Budget puts NASA's moon program on ice, promises to 'blaze a new trail of discovery'

Sponsored Links

Budget puts NASA's moon program on ice, promises to 'blaze a new trail of discovery'
It may only represent a smidgen of the multi-trillion dollar annual federal budget, but funding for NASA never fails to stir up debate, and that looks like it'll be the case more than ever with the Obama administration's just-announced 2011 budget. While NASA's budget will actually increase slightly to $19 billion, the big news is that Constellation moon program started by the Bush administration in 2006 (with the goal of returning by 2020) is being shelved amid what amounts to a fairly big change in priorities for NASA. That includes the first phase of more than $9 billion in spending on robotic exploration and heavy-lift rockets and, perhaps most notably, $6 billion in spending to promote the development of commercial rockets and spacecraft -- which NASA hopes will eventually be able to transport astronauts into orbit. Turning around a space agency isn't exactly easy though, and it'll apparently cost $3 billion over two years simply to end what's already been started on the Constellation program.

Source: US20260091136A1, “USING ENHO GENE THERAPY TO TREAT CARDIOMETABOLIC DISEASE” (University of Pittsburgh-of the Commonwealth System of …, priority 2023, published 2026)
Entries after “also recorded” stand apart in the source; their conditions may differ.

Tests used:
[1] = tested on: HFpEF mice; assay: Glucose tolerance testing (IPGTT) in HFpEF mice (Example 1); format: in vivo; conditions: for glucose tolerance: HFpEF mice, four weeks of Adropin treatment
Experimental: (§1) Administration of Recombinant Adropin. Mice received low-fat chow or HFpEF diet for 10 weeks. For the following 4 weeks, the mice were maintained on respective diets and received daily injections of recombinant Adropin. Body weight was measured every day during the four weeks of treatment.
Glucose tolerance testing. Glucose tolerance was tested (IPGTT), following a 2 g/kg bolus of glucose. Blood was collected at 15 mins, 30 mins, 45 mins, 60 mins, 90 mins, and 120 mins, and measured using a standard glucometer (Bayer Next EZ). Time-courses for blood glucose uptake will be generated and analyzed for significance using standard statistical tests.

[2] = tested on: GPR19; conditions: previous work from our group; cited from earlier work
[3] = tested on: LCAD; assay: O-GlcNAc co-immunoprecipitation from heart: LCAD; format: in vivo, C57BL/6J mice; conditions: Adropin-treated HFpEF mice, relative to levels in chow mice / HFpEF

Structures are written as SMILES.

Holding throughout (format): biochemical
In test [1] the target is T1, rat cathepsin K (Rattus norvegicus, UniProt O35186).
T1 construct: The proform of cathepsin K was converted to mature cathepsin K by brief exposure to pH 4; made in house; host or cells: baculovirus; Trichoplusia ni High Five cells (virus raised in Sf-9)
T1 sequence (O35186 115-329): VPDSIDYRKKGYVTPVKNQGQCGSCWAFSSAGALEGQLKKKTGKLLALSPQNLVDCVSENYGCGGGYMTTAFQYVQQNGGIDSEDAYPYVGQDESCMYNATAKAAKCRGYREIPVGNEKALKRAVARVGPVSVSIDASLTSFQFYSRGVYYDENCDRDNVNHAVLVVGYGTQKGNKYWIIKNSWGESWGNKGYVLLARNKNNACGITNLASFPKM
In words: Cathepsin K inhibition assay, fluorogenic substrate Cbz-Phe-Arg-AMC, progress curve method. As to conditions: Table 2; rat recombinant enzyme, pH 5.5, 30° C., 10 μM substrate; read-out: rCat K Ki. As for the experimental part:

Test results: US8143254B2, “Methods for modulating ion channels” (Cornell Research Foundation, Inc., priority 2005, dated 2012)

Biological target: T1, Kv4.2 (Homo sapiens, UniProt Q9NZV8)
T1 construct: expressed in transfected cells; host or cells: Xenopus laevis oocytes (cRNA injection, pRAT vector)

Feeling a little wistful? Then head on past the break for a brief history of NASA's recent lunar ambitions.

All products recommended by Engadget are selected by our editorial team, independent of our parent company. Some of our stories include affiliate links. If you buy something through one of these links, we may earn an affiliate commission.
Popular on Engadget